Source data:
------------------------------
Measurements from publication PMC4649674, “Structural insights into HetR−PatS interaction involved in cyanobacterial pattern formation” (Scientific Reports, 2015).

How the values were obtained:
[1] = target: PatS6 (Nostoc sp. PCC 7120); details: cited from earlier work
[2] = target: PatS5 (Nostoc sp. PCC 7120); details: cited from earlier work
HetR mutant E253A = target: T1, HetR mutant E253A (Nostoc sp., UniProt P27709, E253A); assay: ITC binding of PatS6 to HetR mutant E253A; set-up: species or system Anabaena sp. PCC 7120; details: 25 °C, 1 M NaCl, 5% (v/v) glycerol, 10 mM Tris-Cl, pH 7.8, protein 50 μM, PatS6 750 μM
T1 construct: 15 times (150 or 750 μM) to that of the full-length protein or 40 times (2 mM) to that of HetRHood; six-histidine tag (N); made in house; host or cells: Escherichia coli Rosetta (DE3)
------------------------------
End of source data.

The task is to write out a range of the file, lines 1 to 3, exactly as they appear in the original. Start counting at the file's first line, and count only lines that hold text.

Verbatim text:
Measurements from publication PMC4649674, “Structural insights into HetR−PatS interaction involved in cyanobacterial pattern formation” (Scientific Reports, 2015).

How the values were obtained:
[1] = target: PatS6 (Nostoc sp. PCC 7120); details: cited from earlier work